Tensions very likely had existed between the Kyrgyz and the Uzbeks throughout the Soviet period, but Moscow was able to preserve the image of Soviet ethnic harmony until the reforms of Gorbachev in the mid-1980s. In the general atmosphere of glasnost, an Uzbek-rights group called Adalat began airing old grievances in 1989, demanding that Moscow grant local Uzbek autonomy in Osh and consider its annexation by nearby Uzbekistan.
The real issue behind Adalat's demand was land, which is in extremely short supply in the southernmost province of Osh. To protect their claims, some Osh Kyrgyz also had formed an opposing ethnic association, called Osh-aimagy (Osh-land). In early June 1990, the Kyrgyz-dominated Osh City Council announced plans to build a cotton processing plant on a parcel of land under the control of an Uzbek-dominated collective farm in Osh Province.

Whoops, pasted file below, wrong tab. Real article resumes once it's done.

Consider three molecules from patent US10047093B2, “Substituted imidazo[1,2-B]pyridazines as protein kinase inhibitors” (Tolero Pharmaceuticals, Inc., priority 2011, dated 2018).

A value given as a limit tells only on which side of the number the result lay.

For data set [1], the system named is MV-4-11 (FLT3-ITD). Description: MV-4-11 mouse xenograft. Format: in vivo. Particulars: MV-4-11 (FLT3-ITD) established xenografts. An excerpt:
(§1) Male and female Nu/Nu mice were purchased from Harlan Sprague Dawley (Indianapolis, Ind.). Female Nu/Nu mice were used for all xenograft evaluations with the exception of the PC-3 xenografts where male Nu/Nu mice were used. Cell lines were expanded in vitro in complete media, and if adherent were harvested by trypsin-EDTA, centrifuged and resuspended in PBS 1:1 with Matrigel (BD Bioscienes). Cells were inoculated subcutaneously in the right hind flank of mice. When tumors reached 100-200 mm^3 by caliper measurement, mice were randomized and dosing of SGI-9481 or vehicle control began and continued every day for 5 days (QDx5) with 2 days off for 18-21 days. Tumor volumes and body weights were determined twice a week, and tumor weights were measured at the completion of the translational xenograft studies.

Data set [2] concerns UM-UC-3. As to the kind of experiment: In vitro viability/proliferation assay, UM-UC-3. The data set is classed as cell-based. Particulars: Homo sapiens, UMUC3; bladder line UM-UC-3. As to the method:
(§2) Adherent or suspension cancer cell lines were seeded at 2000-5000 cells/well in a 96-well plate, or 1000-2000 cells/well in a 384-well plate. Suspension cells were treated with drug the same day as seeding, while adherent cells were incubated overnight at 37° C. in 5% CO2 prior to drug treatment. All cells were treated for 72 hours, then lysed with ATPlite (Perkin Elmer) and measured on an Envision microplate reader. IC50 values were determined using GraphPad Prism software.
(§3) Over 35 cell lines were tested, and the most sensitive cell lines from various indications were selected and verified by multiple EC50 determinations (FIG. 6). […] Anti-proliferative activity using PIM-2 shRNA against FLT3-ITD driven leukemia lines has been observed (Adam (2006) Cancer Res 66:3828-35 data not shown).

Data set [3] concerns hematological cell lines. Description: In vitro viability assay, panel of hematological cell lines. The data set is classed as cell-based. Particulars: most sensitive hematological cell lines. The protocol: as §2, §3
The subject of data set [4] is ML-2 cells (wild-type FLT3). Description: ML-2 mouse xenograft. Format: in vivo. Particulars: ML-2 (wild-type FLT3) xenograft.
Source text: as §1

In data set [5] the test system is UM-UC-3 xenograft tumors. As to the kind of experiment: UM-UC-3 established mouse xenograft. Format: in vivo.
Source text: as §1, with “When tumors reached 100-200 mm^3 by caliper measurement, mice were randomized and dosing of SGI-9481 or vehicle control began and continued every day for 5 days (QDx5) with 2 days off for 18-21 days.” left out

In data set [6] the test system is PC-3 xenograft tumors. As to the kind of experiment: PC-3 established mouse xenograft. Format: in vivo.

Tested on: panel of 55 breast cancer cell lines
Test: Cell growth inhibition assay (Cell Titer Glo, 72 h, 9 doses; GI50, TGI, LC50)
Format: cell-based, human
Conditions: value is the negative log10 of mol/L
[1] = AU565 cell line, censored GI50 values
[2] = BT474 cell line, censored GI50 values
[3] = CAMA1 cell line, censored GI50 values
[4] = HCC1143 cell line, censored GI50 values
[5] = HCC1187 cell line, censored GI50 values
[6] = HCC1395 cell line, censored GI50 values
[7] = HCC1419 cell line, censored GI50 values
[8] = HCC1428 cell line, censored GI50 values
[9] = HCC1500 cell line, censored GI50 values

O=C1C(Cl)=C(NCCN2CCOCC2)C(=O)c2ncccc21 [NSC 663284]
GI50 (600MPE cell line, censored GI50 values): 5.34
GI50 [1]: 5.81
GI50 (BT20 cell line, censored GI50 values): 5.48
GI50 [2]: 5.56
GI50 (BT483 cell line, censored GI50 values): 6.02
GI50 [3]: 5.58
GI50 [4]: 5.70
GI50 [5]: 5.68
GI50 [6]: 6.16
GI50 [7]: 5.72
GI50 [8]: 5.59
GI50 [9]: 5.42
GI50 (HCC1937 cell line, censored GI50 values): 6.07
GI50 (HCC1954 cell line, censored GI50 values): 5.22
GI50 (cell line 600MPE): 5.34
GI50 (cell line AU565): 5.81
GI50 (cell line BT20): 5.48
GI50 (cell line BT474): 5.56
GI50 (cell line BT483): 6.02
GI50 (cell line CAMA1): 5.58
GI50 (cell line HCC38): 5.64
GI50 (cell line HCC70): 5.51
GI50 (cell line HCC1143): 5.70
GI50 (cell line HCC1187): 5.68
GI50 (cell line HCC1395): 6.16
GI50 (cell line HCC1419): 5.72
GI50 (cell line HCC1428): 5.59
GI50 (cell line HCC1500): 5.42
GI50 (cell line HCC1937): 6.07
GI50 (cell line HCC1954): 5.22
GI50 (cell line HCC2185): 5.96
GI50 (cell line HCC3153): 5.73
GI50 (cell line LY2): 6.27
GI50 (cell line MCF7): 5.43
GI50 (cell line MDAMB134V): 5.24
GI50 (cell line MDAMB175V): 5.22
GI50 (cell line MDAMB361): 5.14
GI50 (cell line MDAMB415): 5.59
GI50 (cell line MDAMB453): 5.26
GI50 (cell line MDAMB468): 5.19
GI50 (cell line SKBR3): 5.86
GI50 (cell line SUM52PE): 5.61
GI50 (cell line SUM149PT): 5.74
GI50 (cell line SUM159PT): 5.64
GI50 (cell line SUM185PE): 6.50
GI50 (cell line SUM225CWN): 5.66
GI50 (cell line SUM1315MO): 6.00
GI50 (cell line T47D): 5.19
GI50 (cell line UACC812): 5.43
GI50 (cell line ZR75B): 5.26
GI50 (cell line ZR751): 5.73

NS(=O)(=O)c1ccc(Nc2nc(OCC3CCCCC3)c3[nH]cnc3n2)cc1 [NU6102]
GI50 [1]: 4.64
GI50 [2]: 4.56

The confrontation that erupted over control of that land brought several days of bloody riots between crowds led by the respective associations, killing at least 320 Kyrgyz and Uzbeks in Osh. The precise cause and sequence of events in early June 1990 is disputed between Uzbek and Kyrgyz accounts. Scores of families were left homeless when their houses were burned out. The government finally stopped the rioting by imposing a military curfew.
Because the telephone lines remained open in the otherwise blockaded city, news of the violence spread immediately to Frunze. In the capital, a large group of students marched on the headquarters of the Communist Party of Kyrgyzia (CPK), which also served as the seat of government, in the center of the city. In the violent confrontation that ensued, personal injuries were minimized by effective crowd control, and the riotous crowd eventually was transformed into a mass meeting.